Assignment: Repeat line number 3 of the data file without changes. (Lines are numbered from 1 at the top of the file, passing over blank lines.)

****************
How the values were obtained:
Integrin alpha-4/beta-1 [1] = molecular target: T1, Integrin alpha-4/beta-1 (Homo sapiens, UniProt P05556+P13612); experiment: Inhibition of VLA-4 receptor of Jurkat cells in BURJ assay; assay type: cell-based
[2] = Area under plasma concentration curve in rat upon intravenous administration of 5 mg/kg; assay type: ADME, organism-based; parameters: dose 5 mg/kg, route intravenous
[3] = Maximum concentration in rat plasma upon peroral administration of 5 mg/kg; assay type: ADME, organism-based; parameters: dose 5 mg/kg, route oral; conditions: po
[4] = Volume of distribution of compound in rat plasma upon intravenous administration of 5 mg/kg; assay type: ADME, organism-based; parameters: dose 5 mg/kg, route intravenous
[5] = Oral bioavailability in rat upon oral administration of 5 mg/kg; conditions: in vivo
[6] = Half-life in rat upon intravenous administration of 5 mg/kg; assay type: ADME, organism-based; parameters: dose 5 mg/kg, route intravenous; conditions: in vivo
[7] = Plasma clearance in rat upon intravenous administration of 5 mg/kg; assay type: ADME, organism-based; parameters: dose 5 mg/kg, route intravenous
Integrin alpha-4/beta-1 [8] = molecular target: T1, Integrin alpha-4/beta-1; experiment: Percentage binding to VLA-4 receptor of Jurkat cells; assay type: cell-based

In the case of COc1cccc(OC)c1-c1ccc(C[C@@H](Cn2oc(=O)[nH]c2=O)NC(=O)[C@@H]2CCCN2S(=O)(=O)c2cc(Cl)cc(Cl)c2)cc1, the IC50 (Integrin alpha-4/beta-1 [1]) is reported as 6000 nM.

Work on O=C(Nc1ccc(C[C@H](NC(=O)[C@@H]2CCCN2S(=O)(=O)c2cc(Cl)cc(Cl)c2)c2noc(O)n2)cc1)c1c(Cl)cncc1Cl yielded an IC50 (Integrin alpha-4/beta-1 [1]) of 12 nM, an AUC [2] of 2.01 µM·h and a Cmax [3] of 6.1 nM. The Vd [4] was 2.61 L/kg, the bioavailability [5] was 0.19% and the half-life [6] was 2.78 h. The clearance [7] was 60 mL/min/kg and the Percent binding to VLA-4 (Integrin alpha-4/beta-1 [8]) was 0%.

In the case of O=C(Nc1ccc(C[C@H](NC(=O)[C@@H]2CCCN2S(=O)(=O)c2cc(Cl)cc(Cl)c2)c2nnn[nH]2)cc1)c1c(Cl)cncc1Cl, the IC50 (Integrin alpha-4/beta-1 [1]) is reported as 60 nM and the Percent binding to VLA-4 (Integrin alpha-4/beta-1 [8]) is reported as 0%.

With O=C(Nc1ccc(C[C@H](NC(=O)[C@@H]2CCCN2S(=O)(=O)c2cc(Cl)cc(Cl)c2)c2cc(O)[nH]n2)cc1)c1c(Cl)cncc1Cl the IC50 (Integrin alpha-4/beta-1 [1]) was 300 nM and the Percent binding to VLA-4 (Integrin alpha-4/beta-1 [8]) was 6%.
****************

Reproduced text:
[2] = Area under plasma concentration curve in rat upon intravenous administration of 5 mg/kg; assay type: ADME, organism-based; parameters: dose 5 mg/kg, route intravenous